There are few cities where extreme affluence and extreme poverty exist in close proximity. Like a number of other developing economy cities, Johannesburg has those examples. In the north-east of the city lies the suburb of Alexandra, which was designated a ‘black township’ in South Africa’s apartheid days. It is now has small, overcrowded and run-down houses combined with shanty-town shacks. Less than 15 minutes drive from ‘Alex’, as it is called, is Sandton, the most affluent area on the African continent.
I was in Alex yesterday afternoon, helping an NGO which is part of my church, Rosebank Union, to host a Christmas party for primary school children in the area. I spend time on Saturday mornings teaching computer studies to kids from Alex, but the teaching college is on the outskirts and so I don’t often need to drive into the suburb. However, driving into the centre of Alex, to the community centre where the party was held, opened my eyes once again to the grinding poverty of many South Africans. Seeing the conditions that they live in made me appreciate all that I have, and less willing to tolerate those South Africans who complain about minor issues. At the end of the party, all the kids got fed, were given a small present, and a basic food parcel.
I then drove north to Fourways, an area which has developed in the last 15 years to the Design Quarter shopping centre, for a 27dinner evening. The experience of walking in to the centre was almost surreal, it felt like I had suddenly jumped to somewhere in Europe or North America. I wondered whether any of the affluent (mainly white) people sitting in the restaurants around the centre knew how life was being lived in a run-down suburb a few kilometres away.
The cultural extremes between Alex and Fourways kept running through my mind during the evening. For foreign visitors, I would now strongly recommend that they include half a day during their trip to go through Alex and then drive to Sandton.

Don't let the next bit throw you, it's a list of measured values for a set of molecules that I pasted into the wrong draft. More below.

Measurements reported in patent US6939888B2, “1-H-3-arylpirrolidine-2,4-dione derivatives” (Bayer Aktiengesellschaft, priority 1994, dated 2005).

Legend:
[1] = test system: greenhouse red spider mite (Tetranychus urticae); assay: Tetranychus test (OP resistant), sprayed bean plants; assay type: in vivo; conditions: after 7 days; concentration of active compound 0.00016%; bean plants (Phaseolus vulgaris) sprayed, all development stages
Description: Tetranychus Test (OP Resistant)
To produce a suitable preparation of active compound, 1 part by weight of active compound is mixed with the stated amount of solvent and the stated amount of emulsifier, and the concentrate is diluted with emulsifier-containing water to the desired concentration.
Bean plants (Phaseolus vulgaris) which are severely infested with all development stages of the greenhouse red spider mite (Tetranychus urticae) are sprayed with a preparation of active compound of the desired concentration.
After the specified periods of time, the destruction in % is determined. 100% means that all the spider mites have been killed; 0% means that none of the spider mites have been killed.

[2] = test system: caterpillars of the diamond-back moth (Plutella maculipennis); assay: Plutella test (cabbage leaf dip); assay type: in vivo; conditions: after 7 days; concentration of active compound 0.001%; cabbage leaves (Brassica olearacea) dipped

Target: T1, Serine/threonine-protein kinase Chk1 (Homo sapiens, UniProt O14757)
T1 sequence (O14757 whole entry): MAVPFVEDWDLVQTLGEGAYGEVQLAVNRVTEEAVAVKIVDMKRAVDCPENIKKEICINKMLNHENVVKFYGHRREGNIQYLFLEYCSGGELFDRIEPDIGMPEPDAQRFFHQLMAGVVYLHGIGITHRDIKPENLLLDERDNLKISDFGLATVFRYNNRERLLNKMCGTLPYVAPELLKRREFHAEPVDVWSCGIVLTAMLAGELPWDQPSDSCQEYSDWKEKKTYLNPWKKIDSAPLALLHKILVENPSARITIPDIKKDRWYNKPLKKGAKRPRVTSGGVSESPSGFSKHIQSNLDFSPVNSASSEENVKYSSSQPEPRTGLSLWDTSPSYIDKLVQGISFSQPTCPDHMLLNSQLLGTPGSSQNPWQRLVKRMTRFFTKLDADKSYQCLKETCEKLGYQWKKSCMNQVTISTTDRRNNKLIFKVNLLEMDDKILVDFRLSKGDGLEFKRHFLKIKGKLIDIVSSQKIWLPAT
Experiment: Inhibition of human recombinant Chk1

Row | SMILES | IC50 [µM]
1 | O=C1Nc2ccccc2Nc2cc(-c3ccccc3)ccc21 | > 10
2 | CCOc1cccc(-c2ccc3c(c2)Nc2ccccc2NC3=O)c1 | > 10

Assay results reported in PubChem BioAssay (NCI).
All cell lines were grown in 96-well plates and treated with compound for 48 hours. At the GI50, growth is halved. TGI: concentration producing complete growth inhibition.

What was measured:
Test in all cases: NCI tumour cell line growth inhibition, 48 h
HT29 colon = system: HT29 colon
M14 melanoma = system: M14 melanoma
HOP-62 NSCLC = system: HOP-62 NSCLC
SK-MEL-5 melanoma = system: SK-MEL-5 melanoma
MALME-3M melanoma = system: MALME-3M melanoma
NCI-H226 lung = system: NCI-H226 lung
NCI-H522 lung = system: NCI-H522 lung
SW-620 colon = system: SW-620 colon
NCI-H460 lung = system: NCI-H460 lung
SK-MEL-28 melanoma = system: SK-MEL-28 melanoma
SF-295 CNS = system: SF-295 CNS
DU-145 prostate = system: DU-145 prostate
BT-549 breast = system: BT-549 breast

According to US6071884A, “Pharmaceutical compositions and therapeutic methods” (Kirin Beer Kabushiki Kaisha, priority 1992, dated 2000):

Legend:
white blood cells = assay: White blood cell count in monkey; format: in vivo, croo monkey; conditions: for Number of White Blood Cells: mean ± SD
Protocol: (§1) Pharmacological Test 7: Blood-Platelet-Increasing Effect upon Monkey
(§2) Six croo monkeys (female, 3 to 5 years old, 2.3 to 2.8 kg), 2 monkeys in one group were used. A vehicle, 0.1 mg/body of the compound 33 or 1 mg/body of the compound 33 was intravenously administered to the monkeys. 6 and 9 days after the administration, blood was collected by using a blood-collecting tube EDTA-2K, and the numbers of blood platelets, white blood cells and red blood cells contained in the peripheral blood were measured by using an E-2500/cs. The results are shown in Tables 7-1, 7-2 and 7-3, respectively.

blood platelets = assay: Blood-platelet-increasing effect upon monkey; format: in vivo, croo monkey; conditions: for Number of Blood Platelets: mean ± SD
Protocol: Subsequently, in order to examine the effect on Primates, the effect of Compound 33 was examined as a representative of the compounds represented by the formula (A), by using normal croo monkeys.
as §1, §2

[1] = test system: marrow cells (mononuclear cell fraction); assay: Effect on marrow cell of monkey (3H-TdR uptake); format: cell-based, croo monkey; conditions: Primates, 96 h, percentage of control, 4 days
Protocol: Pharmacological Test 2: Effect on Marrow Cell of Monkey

I was shocked recently to hear that a previous employer, ProActive Integrators, one of the larger SYSPRO VARs in South Africa, had closed its doors. As with a large Sage VAR, the MIS Group in the US, it seems that a combination of market conditions and financial issues forced the company to cease business. I wish Duncan, Eugene, Bev, Ray and all the other people there, all the best and trust in God’s blessing for them.
For at least ten years I have worked on PCs that use Microsoft Office productivity software (Outlook, Word, Excel, PowerPoint), at work and home. However, the PC at home had an old version of Office (either 2000 or XP) and did not have PowerPoint; this became a major problem for my youngest child who needed PowerPoint for some school work. So she took matters into her own hands, got a CD of Office 2007 from a friend and loaded all the Office software on the home PC. Unfortunately, she was unaware that Office needs a product key, and since we could not find one, my eldest child decide to uninstall the software, leaving our home PC without any Office software at all (the CD of the old Office version was long lost). That created a difficulty for me as my Outlook .PST file, with six years of personal email, was on that PC.